Rachael Denhollander had no intention of reliving her sexual abuse on a national scale. She’d lived through it, processed it and come to terms with the fact that sports doctor Larry Nassar had abused her when she sought treatment from him.
“I’d already sacrificed my privacy and my dignity,” said Denhollander, who was the first victim to publicly accuse the former Michigan State University and USA Gymnastics doctor. Her public accusation ended with Nassar sentenced to life in prison and hundreds of victims coming forward at his sentencing.
“It never crossed my mind to write a book about the process we went through, but I did a cost/benefit analysis to weigh the potential for the book to do good against having to relive the abuse,” Denhollander said. “The good that can come from it will hopefully outweigh the painful process of writing it.”
“What Is a Girl Worth? My Story of Breaking the Silence and Exposing the Truth About Larry Nassar and USA Gymnastics” was released in September by Tyndale Momentum. At the same time, Tyndale Kids released Denhollander’s picture book “How Much Is a Little Girl Worth?” The picture book is based on a poem she wrote “out of a deep need to answer a question I had been asking for the past two years: ‘How much is a little girl worth?’”
Denhollander brings together her background in law and public policy and her understanding of what a victim goes through to create a book that is heart-wrenching and full of strength; that speaks truth to churches, law enforcement and institutions that would keep victims quiet; and that speaks to the heart of every girl who has been abused and is afraid to speak out.
“I had already wrestled through the events and found my healing and security, but introspection is always helpful,” said Denhollander, who grew up in the Kalamazoo area and now lives in Kentucky. “I wrote the book for others. It’s a deeply personal story about sexual abuse and the ramifications of abuse. The issue isn’t going away.”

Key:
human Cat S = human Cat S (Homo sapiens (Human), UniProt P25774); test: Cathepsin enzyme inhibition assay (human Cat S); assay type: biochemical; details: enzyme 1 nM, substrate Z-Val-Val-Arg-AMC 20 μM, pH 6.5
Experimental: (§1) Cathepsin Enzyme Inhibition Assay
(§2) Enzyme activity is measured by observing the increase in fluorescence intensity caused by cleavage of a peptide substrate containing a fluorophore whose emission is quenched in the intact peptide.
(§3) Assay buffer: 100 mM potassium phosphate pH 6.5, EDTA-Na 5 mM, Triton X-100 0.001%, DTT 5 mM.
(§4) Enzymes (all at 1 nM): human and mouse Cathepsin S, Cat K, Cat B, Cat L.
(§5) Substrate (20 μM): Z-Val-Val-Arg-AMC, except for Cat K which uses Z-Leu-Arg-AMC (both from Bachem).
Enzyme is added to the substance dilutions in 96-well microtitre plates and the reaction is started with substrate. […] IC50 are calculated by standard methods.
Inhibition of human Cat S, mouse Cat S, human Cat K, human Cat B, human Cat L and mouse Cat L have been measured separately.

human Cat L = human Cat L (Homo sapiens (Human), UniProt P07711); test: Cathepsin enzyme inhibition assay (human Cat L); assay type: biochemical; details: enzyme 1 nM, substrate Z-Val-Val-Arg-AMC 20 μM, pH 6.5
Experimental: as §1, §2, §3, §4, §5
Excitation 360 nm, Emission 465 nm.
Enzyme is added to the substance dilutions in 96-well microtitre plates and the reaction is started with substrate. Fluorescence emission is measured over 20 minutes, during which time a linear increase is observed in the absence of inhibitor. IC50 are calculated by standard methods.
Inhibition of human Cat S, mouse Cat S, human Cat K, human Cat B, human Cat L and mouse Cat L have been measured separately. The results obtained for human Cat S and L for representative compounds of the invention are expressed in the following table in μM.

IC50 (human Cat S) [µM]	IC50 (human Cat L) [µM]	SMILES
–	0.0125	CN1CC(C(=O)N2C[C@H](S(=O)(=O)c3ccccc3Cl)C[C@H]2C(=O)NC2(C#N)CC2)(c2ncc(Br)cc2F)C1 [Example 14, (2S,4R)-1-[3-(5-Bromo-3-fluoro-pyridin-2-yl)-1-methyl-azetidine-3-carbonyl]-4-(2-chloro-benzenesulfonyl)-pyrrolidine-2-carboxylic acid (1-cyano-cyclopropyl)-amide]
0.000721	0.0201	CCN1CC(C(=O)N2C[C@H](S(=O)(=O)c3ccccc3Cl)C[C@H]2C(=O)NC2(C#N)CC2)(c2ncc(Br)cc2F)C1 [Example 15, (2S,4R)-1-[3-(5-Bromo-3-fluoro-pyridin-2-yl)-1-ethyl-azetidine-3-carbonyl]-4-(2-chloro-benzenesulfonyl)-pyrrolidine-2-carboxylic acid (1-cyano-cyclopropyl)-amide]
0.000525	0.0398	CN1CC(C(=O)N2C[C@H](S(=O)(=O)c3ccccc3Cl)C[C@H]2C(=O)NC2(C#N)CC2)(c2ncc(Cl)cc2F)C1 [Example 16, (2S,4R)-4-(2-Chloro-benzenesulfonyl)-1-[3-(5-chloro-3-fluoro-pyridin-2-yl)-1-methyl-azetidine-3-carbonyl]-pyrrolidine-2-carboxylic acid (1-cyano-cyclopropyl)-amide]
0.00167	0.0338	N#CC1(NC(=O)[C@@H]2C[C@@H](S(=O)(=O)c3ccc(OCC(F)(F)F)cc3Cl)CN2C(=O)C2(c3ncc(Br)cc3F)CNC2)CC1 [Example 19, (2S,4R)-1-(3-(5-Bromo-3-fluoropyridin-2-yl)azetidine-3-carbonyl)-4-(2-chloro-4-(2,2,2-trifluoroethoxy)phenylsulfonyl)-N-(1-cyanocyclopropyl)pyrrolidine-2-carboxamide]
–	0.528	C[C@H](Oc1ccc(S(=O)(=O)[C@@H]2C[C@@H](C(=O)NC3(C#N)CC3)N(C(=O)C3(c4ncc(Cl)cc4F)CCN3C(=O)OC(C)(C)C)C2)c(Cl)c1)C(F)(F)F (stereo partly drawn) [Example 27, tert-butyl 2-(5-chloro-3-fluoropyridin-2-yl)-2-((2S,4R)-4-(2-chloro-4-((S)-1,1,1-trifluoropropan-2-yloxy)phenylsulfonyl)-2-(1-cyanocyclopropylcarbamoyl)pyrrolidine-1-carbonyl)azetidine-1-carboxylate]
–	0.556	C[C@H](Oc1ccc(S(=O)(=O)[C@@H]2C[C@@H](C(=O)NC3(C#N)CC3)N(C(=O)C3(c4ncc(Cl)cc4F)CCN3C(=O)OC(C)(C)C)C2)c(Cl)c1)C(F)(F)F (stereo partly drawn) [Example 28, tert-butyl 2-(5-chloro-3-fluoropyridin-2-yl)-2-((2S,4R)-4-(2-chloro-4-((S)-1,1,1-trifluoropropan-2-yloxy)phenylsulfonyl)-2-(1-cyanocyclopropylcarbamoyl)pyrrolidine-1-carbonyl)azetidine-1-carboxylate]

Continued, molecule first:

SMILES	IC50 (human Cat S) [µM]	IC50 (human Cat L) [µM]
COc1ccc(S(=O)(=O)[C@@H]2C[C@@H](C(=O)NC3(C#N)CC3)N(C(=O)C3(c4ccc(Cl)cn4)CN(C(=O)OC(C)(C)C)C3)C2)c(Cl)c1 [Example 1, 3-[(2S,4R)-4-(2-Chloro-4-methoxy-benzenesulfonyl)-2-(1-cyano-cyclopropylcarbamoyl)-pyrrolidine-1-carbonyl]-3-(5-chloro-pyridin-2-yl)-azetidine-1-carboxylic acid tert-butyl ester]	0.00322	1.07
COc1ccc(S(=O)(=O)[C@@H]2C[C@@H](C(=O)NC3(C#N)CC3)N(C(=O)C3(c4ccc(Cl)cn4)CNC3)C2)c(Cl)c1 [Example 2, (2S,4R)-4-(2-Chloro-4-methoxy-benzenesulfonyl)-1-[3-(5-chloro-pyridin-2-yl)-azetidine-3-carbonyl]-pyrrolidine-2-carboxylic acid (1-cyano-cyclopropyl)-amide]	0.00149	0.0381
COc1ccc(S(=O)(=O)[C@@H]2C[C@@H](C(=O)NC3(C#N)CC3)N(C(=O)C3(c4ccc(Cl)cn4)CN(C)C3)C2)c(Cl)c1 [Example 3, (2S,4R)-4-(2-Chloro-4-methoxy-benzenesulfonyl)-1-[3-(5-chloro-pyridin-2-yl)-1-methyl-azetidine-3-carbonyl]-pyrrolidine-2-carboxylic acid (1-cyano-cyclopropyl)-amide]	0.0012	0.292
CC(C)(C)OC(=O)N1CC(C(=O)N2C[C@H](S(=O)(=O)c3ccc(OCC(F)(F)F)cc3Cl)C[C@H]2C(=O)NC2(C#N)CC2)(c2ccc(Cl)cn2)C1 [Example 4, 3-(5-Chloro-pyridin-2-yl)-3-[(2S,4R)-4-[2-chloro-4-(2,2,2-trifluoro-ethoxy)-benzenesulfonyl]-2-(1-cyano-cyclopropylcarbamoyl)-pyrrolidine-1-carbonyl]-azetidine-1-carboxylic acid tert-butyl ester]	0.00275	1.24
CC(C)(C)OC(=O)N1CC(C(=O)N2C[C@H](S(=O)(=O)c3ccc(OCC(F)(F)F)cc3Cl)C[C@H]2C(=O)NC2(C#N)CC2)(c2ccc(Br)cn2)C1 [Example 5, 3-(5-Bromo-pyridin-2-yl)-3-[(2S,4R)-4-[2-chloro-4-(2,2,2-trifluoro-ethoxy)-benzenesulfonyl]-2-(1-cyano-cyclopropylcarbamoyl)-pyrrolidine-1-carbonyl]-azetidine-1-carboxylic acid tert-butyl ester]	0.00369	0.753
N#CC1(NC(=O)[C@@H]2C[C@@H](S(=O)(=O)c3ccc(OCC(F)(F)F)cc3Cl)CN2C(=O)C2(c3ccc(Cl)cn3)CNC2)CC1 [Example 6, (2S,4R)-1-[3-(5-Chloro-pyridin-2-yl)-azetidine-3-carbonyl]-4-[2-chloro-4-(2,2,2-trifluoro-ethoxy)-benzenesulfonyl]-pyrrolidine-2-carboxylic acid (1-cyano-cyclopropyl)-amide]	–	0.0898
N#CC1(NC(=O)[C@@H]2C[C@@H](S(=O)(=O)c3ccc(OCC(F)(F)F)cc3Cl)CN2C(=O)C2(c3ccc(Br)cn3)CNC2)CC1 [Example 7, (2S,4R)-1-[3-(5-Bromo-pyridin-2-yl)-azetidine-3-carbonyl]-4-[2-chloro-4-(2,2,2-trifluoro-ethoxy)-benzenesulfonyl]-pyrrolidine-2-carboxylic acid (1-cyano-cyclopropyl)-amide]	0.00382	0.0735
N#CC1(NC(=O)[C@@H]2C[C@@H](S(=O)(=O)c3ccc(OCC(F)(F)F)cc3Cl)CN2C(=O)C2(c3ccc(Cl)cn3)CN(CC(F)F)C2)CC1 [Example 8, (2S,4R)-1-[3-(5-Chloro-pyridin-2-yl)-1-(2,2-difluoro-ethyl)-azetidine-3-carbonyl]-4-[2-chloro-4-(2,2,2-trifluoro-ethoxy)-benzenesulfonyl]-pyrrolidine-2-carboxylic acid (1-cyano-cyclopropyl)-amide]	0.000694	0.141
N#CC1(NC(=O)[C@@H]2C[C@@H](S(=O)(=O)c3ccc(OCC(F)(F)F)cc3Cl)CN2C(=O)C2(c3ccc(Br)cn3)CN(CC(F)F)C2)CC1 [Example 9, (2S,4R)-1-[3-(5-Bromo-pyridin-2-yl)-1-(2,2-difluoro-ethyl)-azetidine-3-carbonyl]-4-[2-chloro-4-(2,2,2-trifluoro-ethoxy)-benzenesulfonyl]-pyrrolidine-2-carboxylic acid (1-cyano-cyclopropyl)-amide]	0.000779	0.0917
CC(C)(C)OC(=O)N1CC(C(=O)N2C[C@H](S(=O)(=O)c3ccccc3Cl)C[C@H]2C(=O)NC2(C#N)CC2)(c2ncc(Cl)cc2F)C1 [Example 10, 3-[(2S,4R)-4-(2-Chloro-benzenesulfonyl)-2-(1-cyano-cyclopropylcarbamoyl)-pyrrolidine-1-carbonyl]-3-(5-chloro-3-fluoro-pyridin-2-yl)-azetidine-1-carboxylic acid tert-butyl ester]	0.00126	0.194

One thing that weighs heavily on her, she said, is that she is a middle class, educated woman surrounded by support. “I had the support of family and friends and an understanding of the court process, and it was still horrible,” she said.
“I hope people read this story and see that if it was that hard for me, how much harder it is for those who must fight for support, fight the court, fight the assumptions and the stigma. I was a homeschooling mother of four with a good job, and I still got accusations of being in it for the money. I needed every bit of that support to move forward, and it was still an extremely difficult, uphill battle.”
She and her sister survivors had community support — more than most survivors ever have. “People need to realize that what happened with Larry’s (conviction and sentencing) is an anomaly,” she said. “It’s a miracle that the case got anywhere near where it did.”
Denhollander is working on public policy issues related to sexual abuse, speaking and writing, along with raising her and her husband Jacob’s four children.